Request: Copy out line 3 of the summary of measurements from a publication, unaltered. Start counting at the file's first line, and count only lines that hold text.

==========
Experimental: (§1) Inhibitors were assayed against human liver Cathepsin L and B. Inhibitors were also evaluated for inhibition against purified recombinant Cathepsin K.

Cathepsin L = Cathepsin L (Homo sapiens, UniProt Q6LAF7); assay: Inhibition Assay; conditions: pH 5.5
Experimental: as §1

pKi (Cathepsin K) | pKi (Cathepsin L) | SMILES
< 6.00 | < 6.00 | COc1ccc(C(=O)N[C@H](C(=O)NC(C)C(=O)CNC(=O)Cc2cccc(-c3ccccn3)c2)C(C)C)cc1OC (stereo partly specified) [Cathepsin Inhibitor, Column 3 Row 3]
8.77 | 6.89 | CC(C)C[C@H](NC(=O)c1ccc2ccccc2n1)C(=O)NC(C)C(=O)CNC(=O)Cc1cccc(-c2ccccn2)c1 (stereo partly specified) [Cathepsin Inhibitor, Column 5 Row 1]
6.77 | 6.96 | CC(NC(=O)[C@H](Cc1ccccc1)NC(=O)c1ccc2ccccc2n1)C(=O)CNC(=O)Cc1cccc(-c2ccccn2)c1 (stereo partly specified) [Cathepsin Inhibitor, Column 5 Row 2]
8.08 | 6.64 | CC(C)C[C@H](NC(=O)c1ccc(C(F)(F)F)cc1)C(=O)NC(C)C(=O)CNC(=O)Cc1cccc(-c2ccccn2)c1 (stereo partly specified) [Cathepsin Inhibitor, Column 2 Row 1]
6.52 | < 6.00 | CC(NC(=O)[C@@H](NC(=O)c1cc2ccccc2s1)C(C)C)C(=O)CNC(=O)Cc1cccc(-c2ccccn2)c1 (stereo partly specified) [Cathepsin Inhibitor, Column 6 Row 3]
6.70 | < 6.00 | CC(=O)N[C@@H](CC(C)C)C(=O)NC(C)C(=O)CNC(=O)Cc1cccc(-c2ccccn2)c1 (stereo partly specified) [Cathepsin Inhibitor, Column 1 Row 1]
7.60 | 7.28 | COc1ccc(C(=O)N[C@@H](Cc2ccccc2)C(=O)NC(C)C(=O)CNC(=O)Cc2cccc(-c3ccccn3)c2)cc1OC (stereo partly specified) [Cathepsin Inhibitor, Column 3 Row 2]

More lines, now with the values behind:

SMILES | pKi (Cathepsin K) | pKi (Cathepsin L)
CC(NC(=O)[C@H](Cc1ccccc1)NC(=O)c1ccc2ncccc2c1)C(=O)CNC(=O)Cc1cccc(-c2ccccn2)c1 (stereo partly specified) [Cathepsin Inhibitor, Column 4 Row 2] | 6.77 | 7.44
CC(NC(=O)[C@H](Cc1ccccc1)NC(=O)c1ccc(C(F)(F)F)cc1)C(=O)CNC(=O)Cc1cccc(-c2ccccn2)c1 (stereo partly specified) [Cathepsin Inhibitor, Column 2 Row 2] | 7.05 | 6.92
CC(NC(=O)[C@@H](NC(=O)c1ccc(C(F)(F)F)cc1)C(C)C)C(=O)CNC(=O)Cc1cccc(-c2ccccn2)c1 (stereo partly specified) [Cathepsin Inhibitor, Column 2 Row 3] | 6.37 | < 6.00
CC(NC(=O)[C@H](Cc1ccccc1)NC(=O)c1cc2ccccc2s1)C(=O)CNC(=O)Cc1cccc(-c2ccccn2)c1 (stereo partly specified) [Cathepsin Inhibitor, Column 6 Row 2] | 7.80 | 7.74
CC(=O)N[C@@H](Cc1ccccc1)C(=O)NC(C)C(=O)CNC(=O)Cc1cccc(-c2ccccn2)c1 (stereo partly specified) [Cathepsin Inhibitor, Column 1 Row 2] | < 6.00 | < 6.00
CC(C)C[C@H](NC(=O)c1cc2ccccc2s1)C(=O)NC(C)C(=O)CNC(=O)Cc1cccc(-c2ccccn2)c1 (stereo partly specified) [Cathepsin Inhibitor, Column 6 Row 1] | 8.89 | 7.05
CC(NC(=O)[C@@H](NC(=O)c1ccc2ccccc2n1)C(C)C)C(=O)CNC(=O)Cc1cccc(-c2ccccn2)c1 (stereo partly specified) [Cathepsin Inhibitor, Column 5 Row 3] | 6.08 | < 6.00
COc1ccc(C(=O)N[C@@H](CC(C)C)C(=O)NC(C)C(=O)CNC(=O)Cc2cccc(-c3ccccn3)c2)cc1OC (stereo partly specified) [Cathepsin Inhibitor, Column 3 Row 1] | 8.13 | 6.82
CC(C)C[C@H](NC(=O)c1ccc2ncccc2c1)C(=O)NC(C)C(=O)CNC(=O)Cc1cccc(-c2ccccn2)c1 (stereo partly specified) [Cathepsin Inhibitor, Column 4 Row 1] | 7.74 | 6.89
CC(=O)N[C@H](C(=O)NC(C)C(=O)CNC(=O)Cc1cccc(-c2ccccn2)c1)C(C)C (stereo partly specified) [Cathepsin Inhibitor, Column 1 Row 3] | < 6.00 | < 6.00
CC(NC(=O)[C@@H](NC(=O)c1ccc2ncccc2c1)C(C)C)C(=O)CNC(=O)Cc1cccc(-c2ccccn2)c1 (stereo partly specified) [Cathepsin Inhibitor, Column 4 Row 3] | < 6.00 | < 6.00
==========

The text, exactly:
Experimental: as §1